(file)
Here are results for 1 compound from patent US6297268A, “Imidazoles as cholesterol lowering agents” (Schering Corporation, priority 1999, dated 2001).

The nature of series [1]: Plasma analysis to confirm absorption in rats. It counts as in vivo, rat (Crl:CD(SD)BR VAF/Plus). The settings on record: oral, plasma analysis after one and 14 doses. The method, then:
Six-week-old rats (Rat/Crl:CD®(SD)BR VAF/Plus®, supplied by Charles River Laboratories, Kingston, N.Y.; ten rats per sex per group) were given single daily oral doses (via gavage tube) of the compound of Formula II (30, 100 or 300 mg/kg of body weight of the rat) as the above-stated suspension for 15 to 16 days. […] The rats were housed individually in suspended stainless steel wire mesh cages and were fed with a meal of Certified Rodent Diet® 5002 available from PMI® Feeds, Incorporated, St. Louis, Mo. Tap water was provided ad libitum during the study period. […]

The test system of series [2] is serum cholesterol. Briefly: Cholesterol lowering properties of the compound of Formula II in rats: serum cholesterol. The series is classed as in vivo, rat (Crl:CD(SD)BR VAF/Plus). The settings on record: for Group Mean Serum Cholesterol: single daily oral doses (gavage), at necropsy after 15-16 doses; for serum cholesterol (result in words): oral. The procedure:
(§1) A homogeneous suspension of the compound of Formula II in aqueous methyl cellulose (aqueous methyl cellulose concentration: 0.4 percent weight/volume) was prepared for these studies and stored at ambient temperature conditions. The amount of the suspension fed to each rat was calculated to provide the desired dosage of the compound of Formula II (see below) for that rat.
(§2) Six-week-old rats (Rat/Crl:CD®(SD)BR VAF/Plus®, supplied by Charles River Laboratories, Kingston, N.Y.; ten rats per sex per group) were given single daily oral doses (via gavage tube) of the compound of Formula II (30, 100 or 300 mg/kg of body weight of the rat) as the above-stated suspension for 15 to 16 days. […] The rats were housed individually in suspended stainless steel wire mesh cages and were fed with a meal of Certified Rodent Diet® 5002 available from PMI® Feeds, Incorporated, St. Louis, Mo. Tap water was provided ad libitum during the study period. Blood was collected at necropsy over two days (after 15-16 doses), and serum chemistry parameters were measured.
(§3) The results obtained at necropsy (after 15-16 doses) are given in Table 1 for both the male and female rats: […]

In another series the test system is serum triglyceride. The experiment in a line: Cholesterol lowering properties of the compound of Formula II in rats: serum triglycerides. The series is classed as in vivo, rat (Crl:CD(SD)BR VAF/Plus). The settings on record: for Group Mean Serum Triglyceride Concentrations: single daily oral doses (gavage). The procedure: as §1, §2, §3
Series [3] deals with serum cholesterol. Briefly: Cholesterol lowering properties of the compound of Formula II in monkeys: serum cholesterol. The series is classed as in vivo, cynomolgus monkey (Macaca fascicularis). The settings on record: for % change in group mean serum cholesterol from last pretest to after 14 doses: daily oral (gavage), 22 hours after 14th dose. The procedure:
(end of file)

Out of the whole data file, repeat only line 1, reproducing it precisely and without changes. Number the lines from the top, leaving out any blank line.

Here are results for 1 compound from patent US6297268A, “Imidazoles as cholesterol lowering agents” (Schering Corporation, priority 1999, dated 2001).